Regulating Energetic Beams for Medical Isotope Production in Canada
Abstract of the technical paper/presentation presented at:
International Conference on Application of RadiotraCers and Energetic Beams in Sciences
November 11-17, 2018
Canadian Nuclear Safety Commission
The Canadian Nuclear Safety Commission is the federal regulator of nuclear power and materials in Canada. Under the Nuclear Safety and Control Act, the CNSC's mandate includes regulating the development, production and use of nuclear energy in Canada to protect health, safety and the environment and regulating the production, possession, use and transport of nuclear substances, and the production, possession and use of prescribed equipment and prescribed information.
The use of particle accelerators for medical isotope production has grown significantly during the past thirty years. This is both in terms of quantity and in terms of the variety of isotopes produced. The upward trend is expected to continue steadily in the future.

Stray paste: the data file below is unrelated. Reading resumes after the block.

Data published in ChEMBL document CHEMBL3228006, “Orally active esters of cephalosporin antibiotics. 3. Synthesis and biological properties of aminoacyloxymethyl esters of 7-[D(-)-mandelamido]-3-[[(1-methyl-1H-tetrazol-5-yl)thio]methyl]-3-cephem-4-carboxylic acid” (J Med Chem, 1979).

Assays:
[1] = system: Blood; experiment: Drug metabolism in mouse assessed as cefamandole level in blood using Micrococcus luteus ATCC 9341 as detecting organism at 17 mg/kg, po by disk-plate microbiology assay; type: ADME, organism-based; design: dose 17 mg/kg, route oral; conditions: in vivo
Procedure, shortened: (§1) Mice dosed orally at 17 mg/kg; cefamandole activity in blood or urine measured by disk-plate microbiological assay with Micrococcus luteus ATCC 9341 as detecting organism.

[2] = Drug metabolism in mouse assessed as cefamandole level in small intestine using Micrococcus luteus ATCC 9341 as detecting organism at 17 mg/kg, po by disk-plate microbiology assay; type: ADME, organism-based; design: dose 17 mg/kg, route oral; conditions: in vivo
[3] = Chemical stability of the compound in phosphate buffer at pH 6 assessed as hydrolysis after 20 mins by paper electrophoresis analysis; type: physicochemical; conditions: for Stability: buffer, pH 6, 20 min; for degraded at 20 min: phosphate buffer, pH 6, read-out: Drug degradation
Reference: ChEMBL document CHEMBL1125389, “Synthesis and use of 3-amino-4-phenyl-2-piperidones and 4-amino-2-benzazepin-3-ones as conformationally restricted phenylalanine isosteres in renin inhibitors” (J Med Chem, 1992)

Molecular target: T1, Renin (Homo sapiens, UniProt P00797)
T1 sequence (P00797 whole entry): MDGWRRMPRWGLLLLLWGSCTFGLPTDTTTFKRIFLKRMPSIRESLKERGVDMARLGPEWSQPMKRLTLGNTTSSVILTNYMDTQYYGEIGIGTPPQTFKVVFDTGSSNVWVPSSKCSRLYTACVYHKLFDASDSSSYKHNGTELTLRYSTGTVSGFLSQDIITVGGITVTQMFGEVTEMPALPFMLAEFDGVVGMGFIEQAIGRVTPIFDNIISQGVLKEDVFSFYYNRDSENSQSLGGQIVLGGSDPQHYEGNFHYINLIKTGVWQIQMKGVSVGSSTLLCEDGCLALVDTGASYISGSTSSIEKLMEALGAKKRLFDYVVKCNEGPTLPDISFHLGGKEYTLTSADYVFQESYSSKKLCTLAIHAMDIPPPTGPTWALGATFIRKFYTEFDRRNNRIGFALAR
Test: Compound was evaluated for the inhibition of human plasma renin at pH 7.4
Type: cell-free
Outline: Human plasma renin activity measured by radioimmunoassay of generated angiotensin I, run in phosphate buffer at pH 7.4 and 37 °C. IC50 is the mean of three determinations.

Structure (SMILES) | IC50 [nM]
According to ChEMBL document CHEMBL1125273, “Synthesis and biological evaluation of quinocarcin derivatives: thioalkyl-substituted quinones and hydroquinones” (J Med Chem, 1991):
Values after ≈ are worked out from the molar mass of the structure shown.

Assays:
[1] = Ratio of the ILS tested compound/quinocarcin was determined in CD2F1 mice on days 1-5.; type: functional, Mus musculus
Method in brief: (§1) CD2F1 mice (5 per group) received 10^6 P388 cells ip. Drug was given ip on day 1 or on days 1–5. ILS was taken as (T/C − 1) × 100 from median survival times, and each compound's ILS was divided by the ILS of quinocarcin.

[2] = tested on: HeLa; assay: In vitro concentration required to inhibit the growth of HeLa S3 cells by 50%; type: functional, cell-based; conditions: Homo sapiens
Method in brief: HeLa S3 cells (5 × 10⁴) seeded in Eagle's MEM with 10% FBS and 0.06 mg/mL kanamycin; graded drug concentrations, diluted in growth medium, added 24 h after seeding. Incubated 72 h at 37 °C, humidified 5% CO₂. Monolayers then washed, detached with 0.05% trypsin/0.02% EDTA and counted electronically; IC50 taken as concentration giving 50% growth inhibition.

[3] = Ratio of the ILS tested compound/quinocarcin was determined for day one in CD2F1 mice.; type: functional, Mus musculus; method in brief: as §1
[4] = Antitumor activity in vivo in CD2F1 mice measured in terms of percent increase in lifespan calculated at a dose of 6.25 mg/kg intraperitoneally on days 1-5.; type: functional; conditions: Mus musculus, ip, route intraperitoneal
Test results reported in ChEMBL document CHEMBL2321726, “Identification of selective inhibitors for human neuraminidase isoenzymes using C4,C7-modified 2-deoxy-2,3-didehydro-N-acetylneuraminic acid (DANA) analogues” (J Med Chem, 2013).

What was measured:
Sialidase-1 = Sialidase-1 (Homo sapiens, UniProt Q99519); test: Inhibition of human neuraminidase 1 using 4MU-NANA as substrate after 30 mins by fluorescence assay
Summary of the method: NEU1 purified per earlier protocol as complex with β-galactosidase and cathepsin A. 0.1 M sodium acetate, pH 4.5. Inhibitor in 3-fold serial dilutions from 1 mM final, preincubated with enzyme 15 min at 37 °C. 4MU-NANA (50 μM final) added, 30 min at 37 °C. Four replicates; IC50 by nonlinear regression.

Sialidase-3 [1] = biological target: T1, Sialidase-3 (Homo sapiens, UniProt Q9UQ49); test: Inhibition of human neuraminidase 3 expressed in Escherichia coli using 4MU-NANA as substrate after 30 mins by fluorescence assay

2. PET Cyclotrons
Small cyclotrons have always been the source for the four main short lived Positron Emission Tomography isotopes namely, Fluorine 18, Oxygen 15, Nitrogen 13, and Carbon 11. A large number of new cyclotrons have been deployed in the country recently. Research has also increased in many research centres on new radiopharmaceuticals using the now more available PET isotopes.
3. Technetium 99m from Energetic Beams
The Technetium 99m supply has been through a world crisis in 2008. The shortage or the looming risk of shortage of supply of this essential isotope traditionally produced from reactors has impacted the evolution and the focus of the nuclear industry. The particle accelerators and the cyclotrons have presented themselves as potential solutions to this supply security issue. Several projects have been launched in Canada toward this objective.
4. CNSC Oversight
An overview of the CNSC oversight functions to ensure that the production and use of the medical isotopes as well as the construction and operation of the associated facilities meet the safety requirements is presented. In addition, whether at the time of introducing new techniques or technologies or even exploring new ideas for producing medical isotopes the CNSC has been present to provide the appropriate consultations and input.
The CNSC has offered and continue to offer the required regulatory guidance, has performed and continue to perform safety monitoring to the nuclear industry embarking on the various stages of medical isotope production.
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